After initial repairs to the forward section are completed, work on the carbody will begin. This is undoubtedly the most challenging part of #59L's restoration. The carbody's underlying truss-work was heavily damaged in the 1981 derailment when the locomotive essentially rolled on its side/roof. Using the undamaged vertical posts just ahead of the cab side doors as a reference point, the truss-work will be realigned and/or replaced in order bring the carbody into tram from front to rear. All vertical truss members will be made plumb to the side sills and roof sills.   A full set of locomotive prints has been secured from Alco Engineering Archives, which provides great detail of all aspects of the locomotive’s design and dimensions. Plans are also being developed to fabricate a suitable substitute for the side air intake grills. A sample of the original stainless steel grills is being used to develop a cost-effective replacement design.  

After structural integrity of the locomotive's carbody has been restored, we will move toward the application of new roof and exterior side sheeting, including the stainless steel floating panels that were unique to Santa Fe versions of the PA-1s. Final cosmetic work will entail painting the locomotive in DuPont's Imron polyurethane enamel in the classic Santa Fe Warbonnet scheme (see Project F-7).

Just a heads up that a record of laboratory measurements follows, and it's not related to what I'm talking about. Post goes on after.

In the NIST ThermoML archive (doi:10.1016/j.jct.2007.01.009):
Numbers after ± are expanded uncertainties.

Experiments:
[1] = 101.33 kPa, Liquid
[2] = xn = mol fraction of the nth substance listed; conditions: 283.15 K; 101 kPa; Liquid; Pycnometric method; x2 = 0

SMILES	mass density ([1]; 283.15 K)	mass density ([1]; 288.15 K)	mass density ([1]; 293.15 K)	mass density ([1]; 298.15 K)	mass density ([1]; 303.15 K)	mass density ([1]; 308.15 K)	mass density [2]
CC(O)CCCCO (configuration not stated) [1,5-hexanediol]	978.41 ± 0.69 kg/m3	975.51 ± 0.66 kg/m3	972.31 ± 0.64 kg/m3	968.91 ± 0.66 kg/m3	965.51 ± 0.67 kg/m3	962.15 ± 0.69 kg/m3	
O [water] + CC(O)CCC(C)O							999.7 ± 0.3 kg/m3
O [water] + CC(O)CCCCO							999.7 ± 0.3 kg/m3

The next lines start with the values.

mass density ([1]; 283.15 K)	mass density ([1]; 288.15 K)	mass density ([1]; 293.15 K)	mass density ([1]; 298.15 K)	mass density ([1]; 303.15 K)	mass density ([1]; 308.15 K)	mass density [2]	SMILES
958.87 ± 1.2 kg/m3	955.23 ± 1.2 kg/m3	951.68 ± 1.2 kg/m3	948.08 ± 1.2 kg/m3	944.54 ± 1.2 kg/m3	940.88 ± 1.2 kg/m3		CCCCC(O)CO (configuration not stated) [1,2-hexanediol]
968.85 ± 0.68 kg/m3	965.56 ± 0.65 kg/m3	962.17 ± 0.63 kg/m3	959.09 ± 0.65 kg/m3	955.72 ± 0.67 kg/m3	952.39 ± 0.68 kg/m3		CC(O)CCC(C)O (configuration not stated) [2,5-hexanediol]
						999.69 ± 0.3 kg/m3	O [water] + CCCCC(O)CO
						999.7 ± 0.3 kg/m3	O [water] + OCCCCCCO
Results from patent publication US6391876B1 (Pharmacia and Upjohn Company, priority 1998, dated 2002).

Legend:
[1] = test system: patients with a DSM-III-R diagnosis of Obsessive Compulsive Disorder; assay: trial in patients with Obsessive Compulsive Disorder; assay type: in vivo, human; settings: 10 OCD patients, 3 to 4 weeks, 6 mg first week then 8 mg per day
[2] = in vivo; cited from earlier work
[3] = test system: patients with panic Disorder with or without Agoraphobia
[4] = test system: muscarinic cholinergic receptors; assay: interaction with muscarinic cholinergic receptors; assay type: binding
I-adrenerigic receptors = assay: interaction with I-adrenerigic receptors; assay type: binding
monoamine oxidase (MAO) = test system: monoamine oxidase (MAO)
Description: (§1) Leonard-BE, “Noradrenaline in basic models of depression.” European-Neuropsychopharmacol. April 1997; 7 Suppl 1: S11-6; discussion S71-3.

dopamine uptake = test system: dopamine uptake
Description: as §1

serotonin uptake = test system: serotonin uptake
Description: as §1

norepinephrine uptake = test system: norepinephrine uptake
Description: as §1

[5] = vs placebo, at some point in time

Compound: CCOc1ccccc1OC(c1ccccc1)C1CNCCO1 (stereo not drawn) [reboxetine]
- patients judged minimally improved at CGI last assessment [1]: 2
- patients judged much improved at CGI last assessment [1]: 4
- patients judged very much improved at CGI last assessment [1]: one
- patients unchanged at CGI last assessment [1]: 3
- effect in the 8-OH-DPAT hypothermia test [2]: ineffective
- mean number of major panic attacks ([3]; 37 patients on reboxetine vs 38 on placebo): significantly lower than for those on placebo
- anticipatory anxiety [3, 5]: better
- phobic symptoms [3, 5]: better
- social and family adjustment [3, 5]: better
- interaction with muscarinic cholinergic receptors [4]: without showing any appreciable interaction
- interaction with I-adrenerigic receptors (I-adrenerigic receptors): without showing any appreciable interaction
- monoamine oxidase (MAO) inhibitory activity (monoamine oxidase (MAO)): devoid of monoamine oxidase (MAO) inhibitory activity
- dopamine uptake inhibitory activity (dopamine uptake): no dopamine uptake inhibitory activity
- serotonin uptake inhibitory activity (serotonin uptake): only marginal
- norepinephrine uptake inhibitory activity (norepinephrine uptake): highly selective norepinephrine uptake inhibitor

Making the locomotive operational is almost a separate project from the carbody restoration. Ideally, a donor locomotive will provide most of the components necessary for operation, including a 12-251 prime mover, alternator, turbocharger, air compressor, control contactors, 26L brake equipment, fan drive, traction motor blowers, sanding equipment and truck parts including wheel sets and traction motors.

The locomotive will be placed on permanent exhibit at the Museum's new facility in Frisco. Interpretation will include its contribution to the post-war streamliner era of railroading and the legacy of Santa Fe's famous Chief streamliners to California and Texas. The locomotive's years of service as Delaware & Hudson #16 "M.A. Davis," and National Railroad of Mexico DH-16 will also be included in its interpretation. If the locomotive can be restored to operation, it will almost certainly make appearances at events outside of the confines of the Museum.